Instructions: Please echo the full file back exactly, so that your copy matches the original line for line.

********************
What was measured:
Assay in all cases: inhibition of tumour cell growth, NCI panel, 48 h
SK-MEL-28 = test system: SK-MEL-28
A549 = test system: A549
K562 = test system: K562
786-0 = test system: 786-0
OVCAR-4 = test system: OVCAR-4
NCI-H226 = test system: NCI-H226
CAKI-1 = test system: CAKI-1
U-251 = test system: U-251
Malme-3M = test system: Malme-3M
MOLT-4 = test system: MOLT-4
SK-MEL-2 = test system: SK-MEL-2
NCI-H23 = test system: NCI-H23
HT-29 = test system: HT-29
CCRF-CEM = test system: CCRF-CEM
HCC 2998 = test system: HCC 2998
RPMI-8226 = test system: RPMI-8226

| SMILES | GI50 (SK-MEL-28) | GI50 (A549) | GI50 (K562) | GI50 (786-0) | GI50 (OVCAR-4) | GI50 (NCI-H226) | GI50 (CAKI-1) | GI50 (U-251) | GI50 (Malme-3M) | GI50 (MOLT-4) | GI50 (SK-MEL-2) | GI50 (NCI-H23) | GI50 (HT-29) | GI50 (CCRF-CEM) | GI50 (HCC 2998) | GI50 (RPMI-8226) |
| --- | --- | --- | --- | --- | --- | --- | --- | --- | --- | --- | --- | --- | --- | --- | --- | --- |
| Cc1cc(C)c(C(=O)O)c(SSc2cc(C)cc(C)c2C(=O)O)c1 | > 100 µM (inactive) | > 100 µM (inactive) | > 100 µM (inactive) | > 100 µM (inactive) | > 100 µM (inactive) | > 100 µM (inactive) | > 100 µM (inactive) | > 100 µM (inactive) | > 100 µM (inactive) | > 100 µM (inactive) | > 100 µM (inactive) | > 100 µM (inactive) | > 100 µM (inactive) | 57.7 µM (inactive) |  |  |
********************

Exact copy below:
What was measured:
Assay in all cases: inhibition of tumour cell growth, NCI panel, 48 h
SK-MEL-28 = test system: SK-MEL-28
A549 = test system: A549
K562 = test system: K562
786-0 = test system: 786-0
OVCAR-4 = test system: OVCAR-4
NCI-H226 = test system: NCI-H226
CAKI-1 = test system: CAKI-1
U-251 = test system: U-251
Malme-3M = test system: Malme-3M
MOLT-4 = test system: MOLT-4
SK-MEL-2 = test system: SK-MEL-2
NCI-H23 = test system: NCI-H23
HT-29 = test system: HT-29
CCRF-CEM = test system: CCRF-CEM
HCC 2998 = test system: HCC 2998
RPMI-8226 = test system: RPMI-8226

| SMILES | GI50 (SK-MEL-28) | GI50 (A549) | GI50 (K562) | GI50 (786-0) | GI50 (OVCAR-4) | GI50 (NCI-H226) | GI50 (CAKI-1) | GI50 (U-251) | GI50 (Malme-3M) | GI50 (MOLT-4) | GI50 (SK-MEL-2) | GI50 (NCI-H23) | GI50 (HT-29) | GI50 (CCRF-CEM) | GI50 (HCC 2998) | GI50 (RPMI-8226) |
| --- | --- | --- | --- | --- | --- | --- | --- | --- | --- | --- | --- | --- | --- | --- | --- | --- |
| Cc1cc(C)c(C(=O)O)c(SSc2cc(C)cc(C)c2C(=O)O)c1 | > 100 µM (inactive) | > 100 µM (inactive) | > 100 µM (inactive) | > 100 µM (inactive) | > 100 µM (inactive) | > 100 µM (inactive) | > 100 µM (inactive) | > 100 µM (inactive) | > 100 µM (inactive) | > 100 µM (inactive) | > 100 µM (inactive) | > 100 µM (inactive) | > 100 µM (inactive) | 57.7 µM (inactive) |  |  |